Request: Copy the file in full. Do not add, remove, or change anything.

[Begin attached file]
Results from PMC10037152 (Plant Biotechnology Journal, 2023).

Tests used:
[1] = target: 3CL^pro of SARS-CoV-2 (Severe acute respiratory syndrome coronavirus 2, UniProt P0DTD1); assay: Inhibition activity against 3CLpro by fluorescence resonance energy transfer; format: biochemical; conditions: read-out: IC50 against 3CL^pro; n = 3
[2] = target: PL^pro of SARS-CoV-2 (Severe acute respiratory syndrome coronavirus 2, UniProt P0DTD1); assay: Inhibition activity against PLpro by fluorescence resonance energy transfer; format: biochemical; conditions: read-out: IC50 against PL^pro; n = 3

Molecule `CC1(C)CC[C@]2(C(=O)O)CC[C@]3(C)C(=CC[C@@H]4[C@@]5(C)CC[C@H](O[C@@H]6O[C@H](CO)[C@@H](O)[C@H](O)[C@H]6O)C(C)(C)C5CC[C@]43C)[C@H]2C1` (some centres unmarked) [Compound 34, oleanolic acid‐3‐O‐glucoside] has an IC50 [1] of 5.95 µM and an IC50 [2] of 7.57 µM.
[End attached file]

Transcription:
Results from PMC10037152 (Plant Biotechnology Journal, 2023).

Tests used:
[1] = target: 3CL^pro of SARS-CoV-2 (Severe acute respiratory syndrome coronavirus 2, UniProt P0DTD1); assay: Inhibition activity against 3CLpro by fluorescence resonance energy transfer; format: biochemical; conditions: read-out: IC50 against 3CL^pro; n = 3
[2] = target: PL^pro of SARS-CoV-2 (Severe acute respiratory syndrome coronavirus 2, UniProt P0DTD1); assay: Inhibition activity against PLpro by fluorescence resonance energy transfer; format: biochemical; conditions: read-out: IC50 against PL^pro; n = 3

Molecule `CC1(C)CC[C@]2(C(=O)O)CC[C@]3(C)C(=CC[C@@H]4[C@@]5(C)CC[C@H](O[C@@H]6O[C@H](CO)[C@@H](O)[C@H](O)[C@H]6O)C(C)(C)C5CC[C@]43C)[C@H]2C1` (some centres unmarked) [Compound 34, oleanolic acid‐3‐O‐glucoside] has an IC50 [1] of 5.95 µM and an IC50 [2] of 7.57 µM.